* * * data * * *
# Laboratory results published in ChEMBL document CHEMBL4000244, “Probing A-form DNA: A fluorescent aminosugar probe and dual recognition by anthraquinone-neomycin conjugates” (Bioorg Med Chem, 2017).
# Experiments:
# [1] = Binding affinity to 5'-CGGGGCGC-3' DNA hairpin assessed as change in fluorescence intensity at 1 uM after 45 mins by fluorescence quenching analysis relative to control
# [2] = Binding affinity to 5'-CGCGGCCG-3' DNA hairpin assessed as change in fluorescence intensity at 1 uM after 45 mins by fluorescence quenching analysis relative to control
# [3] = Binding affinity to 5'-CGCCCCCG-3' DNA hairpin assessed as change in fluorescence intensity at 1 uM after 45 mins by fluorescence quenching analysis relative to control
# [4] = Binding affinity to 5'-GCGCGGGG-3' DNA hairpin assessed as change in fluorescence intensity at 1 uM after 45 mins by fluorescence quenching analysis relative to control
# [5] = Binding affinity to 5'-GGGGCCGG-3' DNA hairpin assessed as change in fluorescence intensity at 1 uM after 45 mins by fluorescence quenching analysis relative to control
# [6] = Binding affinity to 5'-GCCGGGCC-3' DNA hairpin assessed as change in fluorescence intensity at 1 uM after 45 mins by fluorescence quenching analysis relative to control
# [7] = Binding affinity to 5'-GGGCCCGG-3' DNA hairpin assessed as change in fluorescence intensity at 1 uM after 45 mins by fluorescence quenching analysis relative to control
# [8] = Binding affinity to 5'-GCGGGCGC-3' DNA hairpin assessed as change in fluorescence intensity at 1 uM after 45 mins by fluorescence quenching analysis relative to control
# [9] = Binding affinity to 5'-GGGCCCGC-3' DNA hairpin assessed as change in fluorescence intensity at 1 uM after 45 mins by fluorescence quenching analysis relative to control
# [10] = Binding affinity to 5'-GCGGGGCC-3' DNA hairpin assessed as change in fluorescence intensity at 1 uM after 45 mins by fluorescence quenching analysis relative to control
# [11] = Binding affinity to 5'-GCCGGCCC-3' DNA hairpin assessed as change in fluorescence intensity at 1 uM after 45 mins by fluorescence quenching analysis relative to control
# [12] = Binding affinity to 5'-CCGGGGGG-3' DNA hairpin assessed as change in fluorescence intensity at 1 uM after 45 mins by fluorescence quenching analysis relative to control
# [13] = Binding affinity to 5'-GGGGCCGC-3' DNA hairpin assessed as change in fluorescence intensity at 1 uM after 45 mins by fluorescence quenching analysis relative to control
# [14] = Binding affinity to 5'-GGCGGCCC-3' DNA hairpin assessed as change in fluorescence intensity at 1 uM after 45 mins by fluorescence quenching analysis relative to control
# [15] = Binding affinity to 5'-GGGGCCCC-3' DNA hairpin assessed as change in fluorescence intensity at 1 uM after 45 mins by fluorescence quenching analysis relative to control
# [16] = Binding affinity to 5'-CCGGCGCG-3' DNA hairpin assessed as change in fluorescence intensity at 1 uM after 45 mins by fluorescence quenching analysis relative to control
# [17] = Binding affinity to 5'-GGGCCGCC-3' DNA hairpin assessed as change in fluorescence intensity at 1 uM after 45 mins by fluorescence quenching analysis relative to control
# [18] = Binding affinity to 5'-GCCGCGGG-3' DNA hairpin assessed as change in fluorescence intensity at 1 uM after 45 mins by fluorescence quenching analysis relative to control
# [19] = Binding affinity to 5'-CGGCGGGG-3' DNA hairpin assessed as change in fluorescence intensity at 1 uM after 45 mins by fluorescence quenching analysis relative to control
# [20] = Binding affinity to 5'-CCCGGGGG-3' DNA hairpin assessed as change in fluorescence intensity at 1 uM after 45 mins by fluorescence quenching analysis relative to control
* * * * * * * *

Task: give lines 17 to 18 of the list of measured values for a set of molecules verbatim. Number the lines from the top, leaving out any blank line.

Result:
# [15] = Binding affinity to 5'-GGGGCCCC-3' DNA hairpin assessed as change in fluorescence intensity at 1 uM after 45 mins by fluorescence quenching analysis relative to control
# [16] = Binding affinity to 5'-CCGGCGCG-3' DNA hairpin assessed as change in fluorescence intensity at 1 uM after 45 mins by fluorescence quenching analysis relative to control